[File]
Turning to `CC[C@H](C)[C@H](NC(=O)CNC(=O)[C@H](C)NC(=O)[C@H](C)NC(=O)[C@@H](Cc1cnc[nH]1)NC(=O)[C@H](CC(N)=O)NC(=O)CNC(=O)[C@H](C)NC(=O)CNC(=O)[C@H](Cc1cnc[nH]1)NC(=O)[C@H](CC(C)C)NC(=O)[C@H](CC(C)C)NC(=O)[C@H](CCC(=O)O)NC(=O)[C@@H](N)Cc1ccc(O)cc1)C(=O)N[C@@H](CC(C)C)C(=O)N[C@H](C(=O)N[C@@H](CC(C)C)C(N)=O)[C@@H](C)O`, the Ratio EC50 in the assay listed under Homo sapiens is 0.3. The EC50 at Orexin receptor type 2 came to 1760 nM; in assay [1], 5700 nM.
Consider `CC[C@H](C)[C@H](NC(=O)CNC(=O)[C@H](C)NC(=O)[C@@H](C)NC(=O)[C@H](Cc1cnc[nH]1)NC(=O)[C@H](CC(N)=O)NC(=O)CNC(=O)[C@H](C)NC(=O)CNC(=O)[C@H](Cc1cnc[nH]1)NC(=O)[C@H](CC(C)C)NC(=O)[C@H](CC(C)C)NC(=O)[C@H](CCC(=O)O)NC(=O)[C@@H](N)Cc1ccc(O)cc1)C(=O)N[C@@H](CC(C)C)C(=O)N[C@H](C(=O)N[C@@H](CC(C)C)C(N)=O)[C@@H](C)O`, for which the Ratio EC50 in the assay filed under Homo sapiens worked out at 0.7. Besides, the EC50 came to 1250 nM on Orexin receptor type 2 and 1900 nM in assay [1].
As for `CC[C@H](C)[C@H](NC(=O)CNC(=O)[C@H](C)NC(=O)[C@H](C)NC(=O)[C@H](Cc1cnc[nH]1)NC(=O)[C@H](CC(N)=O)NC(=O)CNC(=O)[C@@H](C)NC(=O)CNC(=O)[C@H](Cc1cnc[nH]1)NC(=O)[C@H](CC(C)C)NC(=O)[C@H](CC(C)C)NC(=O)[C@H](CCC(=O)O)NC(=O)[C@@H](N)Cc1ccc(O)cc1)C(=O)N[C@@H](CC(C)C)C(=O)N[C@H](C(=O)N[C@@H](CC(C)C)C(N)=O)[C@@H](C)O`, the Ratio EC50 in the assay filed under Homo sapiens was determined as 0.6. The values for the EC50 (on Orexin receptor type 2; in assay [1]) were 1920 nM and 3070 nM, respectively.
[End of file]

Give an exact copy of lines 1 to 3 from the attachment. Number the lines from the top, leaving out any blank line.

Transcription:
Turning to `CC[C@H](C)[C@H](NC(=O)CNC(=O)[C@H](C)NC(=O)[C@H](C)NC(=O)[C@@H](Cc1cnc[nH]1)NC(=O)[C@H](CC(N)=O)NC(=O)CNC(=O)[C@H](C)NC(=O)CNC(=O)[C@H](Cc1cnc[nH]1)NC(=O)[C@H](CC(C)C)NC(=O)[C@H](CC(C)C)NC(=O)[C@H](CCC(=O)O)NC(=O)[C@@H](N)Cc1ccc(O)cc1)C(=O)N[C@@H](CC(C)C)C(=O)N[C@H](C(=O)N[C@@H](CC(C)C)C(N)=O)[C@@H](C)O`, the Ratio EC50 in the assay listed under Homo sapiens is 0.3. The EC50 at Orexin receptor type 2 came to 1760 nM; in assay [1], 5700 nM.
Consider `CC[C@H](C)[C@H](NC(=O)CNC(=O)[C@H](C)NC(=O)[C@@H](C)NC(=O)[C@H](Cc1cnc[nH]1)NC(=O)[C@H](CC(N)=O)NC(=O)CNC(=O)[C@H](C)NC(=O)CNC(=O)[C@H](Cc1cnc[nH]1)NC(=O)[C@H](CC(C)C)NC(=O)[C@H](CC(C)C)NC(=O)[C@H](CCC(=O)O)NC(=O)[C@@H](N)Cc1ccc(O)cc1)C(=O)N[C@@H](CC(C)C)C(=O)N[C@H](C(=O)N[C@@H](CC(C)C)C(N)=O)[C@@H](C)O`, for which the Ratio EC50 in the assay filed under Homo sapiens worked out at 0.7. Besides, the EC50 came to 1250 nM on Orexin receptor type 2 and 1900 nM in assay [1].
As for `CC[C@H](C)[C@H](NC(=O)CNC(=O)[C@H](C)NC(=O)[C@H](C)NC(=O)[C@H](Cc1cnc[nH]1)NC(=O)[C@H](CC(N)=O)NC(=O)CNC(=O)[C@@H](C)NC(=O)CNC(=O)[C@H](Cc1cnc[nH]1)NC(=O)[C@H](CC(C)C)NC(=O)[C@H](CC(C)C)NC(=O)[C@H](CCC(=O)O)NC(=O)[C@@H](N)Cc1ccc(O)cc1)C(=O)N[C@@H](CC(C)C)C(=O)N[C@H](C(=O)N[C@@H](CC(C)C)C(N)=O)[C@@H](C)O`, the Ratio EC50 in the assay filed under Homo sapiens was determined as 0.6. The values for the EC50 (on Orexin receptor type 2; in assay [1]) were 1920 nM and 3070 nM, respectively.